In the meantime, Google urges Google Wallet customers to set up a screen lock on their phones and to not install Google Wallet on rooted devices. It's also important to enable full disk encryption on your device and keep it up-to-date with the latest software.
The second exploit of Google Wallet is more limited but requires no rooting or technical skills.
The security bypass, which may have first been mentioned in December in a developers' discussion forum, is simple: Go into "Application Settings," select "Google Wallet" and select "Clear Data." That will wipe all user settings, including credit cards tied to the account.
Then go back to Applications, open Google Wallet and go through the setup process. It'll ask you to input a new PIN, then to select a credit card and/or Google Prepaid Card. If you add the latter, you'll find that the Google Prepaid Card balance from the old Google wallet account is added to the new account.
"The problem here is that since Google Wallet is tied to the device itself and not tied to your Google account," wrote Hashim from The Smartphone Champ, "once they set the new PIN and log into the app, when they add the Google prepaid card it will add the card that is tied to that device."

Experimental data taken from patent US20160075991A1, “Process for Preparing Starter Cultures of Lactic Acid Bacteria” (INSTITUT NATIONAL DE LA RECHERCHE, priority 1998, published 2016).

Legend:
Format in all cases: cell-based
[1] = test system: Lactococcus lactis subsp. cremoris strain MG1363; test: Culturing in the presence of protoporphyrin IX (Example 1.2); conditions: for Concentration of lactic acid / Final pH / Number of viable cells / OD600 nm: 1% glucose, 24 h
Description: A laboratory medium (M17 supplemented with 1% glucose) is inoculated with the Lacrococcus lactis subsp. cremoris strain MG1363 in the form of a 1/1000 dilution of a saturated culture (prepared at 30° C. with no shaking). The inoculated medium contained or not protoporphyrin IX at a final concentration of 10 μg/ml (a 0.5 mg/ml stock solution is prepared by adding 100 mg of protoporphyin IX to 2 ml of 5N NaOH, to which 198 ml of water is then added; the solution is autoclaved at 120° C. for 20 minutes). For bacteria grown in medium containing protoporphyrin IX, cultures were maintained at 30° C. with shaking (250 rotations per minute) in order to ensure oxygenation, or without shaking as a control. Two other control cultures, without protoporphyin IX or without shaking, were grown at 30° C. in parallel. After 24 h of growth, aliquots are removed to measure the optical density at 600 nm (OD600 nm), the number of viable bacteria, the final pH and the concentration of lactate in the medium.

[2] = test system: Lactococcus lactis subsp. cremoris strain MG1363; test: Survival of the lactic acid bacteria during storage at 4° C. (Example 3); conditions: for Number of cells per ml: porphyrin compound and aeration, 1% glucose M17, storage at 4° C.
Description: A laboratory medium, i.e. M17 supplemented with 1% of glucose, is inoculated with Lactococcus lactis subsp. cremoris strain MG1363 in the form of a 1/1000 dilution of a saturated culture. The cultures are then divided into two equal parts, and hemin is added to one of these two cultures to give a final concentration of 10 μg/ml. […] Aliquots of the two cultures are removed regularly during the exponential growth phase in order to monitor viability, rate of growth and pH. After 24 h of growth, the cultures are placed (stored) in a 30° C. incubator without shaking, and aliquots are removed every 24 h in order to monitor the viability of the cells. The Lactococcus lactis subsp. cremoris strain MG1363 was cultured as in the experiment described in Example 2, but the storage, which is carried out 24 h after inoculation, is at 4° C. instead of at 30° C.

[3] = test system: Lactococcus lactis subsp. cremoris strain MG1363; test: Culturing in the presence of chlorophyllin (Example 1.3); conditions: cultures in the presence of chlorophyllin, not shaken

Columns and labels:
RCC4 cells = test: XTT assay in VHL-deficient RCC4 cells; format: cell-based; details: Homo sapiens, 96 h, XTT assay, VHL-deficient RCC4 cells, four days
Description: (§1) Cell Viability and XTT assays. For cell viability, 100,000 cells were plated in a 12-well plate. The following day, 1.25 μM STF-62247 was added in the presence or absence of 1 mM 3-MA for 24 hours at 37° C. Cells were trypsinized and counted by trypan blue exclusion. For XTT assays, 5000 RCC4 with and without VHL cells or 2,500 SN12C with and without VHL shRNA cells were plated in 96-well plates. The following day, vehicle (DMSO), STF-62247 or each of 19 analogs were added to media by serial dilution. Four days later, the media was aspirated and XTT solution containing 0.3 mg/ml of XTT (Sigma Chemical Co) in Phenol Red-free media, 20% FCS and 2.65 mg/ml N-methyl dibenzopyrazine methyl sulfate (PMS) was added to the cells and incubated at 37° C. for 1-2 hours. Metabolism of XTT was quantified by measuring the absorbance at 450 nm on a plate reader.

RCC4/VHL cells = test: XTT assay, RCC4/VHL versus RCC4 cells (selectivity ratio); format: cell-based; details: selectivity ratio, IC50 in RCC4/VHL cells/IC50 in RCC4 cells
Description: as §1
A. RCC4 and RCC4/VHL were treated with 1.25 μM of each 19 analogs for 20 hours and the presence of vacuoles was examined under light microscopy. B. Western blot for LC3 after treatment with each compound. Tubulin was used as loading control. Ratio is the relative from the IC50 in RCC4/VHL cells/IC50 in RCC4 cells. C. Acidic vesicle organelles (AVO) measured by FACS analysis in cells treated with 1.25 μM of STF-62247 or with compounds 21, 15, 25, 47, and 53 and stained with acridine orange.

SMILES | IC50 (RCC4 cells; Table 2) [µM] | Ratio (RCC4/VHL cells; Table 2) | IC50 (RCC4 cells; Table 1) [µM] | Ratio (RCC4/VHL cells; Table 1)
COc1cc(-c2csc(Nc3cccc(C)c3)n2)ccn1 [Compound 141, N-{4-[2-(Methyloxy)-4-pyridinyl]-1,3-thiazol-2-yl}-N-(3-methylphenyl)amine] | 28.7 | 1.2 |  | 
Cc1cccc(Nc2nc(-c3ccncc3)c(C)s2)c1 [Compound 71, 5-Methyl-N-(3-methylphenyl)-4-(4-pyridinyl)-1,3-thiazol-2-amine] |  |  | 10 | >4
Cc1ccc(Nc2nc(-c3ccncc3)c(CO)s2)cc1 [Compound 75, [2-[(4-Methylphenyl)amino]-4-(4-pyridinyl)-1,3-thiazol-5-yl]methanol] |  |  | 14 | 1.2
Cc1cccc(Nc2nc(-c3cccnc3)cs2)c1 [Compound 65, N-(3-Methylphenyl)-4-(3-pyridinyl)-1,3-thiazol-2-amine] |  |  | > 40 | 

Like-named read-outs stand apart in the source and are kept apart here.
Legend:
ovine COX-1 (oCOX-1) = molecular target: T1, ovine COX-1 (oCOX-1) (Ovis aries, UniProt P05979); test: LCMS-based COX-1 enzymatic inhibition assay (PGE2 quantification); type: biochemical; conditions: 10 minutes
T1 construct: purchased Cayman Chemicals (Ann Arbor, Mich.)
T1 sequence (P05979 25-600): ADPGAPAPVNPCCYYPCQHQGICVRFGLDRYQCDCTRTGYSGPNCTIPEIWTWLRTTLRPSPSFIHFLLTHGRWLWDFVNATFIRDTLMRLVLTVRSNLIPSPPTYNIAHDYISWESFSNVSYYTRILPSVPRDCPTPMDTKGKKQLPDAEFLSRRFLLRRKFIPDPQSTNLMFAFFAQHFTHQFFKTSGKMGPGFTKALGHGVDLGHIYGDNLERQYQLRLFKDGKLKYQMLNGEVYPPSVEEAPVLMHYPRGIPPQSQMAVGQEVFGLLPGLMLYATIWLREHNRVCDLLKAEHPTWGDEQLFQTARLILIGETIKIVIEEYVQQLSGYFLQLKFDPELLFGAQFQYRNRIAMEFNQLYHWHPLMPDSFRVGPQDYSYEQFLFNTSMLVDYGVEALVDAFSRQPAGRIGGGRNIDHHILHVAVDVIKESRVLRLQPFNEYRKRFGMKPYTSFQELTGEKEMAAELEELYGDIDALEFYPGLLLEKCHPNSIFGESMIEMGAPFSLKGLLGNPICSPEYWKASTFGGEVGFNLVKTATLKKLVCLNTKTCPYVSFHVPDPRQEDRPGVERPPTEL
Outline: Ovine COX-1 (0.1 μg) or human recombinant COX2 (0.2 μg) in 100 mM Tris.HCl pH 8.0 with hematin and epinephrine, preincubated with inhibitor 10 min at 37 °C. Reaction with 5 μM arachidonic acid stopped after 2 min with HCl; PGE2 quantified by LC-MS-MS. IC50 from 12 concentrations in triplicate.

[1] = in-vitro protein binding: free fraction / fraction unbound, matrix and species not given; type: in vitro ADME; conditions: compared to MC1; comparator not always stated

A casual thief who wanted to exploit this flaw would have to get through a passcode screen lock to get to the phone's home screen, but not everyone enables a screen lock. Smarter thieves have ways of getting around screen locks, and buyers of secondhand phones might find a little surprise waiting for them when they set up Google Wallet.
SecurityNewsDaily has not heard back yet from Google regarding the issue. But in a statement to the tech blog The Verge, Google admitted the flaw existed, and that it had also set up a toll-free number for owners of lost or stolen phones.
"We strongly encourage anyone who loses or wants to sell or give away their phone to call Google Wallet support toll-free at 855-492-5538 to disable the prepaid card," the statement read. "We are currently working on an automated fix as well that will be available soon. We also advise all Wallet users to set up a screen lock as an additional layer of protection for their phone."